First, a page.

Music festivals offer to help Belgium's vaccination campaign

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FILE - In this Wednesday, Aug. 5, 2020 file photo, healthcare workers perform tests in a tent at a drive-thru COVID-19 testing site in Antwerp, Belgium. With nothing on their agendas for months to come, organizers of music festivals in Belgium want to use their know-how to help the coronavirus vaccination campaign. The Belgian government has set up the goal to vaccine about 70 percent of the country's population, the equivalent of eight million people, when efficient COVID-19 shots become available. (AP Photo/Virginia Mayo, File)

BRUSSELS – With nothing on their agendas for months to come, music festival organizers in Belgium want to use their know-how to help the country's coronavirus vaccination campaign.

The Belgian government has set a goal of vaccinating about 70% of the country's population, about 8 million people, when approved COVID-19 vaccination shots become available.

As the vaccines are expected to arrive in multi-dose vials for shots to be administered all on the same day, Belgium health authorities are planning to vaccinate people in groups as much as possible. The task will pose many logistical challenges, including the creation of vaccination centers that festival organizers say they can help set up.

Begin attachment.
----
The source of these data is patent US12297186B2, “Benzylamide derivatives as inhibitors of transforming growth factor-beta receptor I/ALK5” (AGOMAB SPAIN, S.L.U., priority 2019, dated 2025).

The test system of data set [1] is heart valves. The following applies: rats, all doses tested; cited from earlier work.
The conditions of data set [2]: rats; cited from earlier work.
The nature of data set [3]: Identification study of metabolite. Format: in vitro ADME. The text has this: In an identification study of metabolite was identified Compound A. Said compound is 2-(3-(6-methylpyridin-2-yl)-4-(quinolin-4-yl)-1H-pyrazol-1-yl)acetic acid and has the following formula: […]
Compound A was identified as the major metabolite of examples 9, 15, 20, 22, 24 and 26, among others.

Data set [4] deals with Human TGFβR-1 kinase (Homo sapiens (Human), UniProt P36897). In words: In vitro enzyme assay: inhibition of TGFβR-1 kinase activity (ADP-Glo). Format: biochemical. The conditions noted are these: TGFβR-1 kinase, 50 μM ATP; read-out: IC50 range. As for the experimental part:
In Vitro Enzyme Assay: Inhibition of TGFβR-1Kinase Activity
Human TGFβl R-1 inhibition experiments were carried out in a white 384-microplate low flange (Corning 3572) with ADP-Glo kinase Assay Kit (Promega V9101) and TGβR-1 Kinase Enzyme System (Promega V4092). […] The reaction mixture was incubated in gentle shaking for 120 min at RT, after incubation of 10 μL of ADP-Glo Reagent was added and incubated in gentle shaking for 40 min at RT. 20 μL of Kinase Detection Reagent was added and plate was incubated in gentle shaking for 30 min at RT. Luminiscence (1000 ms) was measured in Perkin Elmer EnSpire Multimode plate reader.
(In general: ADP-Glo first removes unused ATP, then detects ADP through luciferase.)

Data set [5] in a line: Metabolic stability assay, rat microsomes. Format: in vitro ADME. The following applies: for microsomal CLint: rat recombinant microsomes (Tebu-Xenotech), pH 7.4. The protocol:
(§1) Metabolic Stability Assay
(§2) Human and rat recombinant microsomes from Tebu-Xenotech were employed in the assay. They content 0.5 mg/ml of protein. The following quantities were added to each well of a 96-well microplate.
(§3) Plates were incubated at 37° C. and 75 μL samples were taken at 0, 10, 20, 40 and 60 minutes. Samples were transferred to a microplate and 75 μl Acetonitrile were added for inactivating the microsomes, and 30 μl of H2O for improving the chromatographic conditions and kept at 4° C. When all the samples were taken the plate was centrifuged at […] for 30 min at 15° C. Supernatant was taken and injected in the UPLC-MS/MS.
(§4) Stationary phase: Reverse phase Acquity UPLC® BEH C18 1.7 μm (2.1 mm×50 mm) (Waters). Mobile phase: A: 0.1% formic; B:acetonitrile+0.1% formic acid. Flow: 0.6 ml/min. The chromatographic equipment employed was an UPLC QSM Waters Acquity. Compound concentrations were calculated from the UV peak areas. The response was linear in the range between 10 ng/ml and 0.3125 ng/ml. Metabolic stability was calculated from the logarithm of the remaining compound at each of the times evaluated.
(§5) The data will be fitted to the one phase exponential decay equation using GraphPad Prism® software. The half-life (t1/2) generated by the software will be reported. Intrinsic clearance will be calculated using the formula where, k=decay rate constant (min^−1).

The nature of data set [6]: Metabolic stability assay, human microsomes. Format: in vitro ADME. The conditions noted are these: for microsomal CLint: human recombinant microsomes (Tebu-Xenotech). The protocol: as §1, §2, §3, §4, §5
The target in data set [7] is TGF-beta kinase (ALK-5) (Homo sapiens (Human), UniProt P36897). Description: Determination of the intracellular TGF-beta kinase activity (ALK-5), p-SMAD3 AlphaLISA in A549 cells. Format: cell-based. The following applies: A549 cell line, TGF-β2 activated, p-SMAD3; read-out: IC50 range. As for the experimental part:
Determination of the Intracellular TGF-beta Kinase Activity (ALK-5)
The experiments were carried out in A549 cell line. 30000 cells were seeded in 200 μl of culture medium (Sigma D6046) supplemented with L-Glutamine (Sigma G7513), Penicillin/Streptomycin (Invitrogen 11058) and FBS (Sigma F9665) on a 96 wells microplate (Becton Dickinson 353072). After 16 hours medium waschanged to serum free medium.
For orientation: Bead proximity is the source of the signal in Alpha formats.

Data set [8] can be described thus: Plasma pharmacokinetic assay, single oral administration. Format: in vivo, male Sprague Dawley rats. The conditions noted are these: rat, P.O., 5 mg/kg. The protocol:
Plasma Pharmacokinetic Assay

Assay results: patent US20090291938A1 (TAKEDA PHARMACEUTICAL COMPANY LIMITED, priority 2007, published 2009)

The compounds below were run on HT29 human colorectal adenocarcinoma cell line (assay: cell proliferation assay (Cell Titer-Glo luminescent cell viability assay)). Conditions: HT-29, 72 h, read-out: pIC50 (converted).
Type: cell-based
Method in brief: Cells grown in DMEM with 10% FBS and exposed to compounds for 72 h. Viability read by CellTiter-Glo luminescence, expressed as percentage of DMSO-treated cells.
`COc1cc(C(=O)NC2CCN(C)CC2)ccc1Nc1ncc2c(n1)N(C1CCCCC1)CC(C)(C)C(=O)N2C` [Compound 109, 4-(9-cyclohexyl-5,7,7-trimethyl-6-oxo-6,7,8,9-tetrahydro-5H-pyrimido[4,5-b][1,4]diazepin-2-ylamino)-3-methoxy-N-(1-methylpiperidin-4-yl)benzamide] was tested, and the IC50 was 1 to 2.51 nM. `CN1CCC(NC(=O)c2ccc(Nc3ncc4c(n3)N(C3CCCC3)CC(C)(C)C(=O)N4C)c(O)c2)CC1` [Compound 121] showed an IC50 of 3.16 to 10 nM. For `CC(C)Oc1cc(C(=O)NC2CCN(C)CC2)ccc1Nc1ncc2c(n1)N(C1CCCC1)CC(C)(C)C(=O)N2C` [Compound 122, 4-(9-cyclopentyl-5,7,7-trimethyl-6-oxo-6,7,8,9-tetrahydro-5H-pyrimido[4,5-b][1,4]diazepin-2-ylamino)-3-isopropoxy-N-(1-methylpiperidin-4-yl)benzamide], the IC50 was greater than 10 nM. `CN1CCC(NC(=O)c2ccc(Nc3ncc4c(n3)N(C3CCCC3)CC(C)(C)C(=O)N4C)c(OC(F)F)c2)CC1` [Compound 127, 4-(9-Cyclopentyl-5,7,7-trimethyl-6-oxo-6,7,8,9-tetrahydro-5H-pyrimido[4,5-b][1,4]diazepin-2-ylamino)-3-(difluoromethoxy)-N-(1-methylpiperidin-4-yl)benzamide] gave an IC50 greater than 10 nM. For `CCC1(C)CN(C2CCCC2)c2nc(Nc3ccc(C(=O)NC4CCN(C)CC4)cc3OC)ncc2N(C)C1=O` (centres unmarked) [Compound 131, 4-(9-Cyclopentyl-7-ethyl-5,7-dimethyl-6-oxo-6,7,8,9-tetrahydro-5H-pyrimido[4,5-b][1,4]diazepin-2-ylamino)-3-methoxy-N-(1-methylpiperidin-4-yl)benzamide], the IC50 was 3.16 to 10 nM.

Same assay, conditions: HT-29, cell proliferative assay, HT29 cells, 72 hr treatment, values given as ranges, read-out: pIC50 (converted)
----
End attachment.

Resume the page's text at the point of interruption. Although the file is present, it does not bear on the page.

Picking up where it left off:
Enjoying a strong reputation in the music world, Belgian festival experts have proven experience in both building huge pop-up structures and in crowd management.

With the music industry hit hard by the pandemic's economic, several festivals in the French-speaking region of Wallonia and the Brussels area have created a federation to better defend their interests. They have a large network of technicians who are currently unemployed and are ready to help out.

“Our sector has been at a standstill for many months, and our many staff are eager to bring their creativity and dedication to the fight against coronavirus," said federation president Damien Dufrasne.

One of the hardest-hit countries in Europe, Belgium has reported some 577,000 confirmed cases and more than 16,500 deaths linked to the virus.

Last week, European Commission President Ursula von der Leyen said COVID-19 vaccinations could start in the European Union's 27 nations before the end of December. The commission, the EU’s executive arm, has agreements with six potential vaccine suppliers and is working on a seventh contract. The deals allow it to purchase over 1.2 billion doses, more than double the population of the EU.

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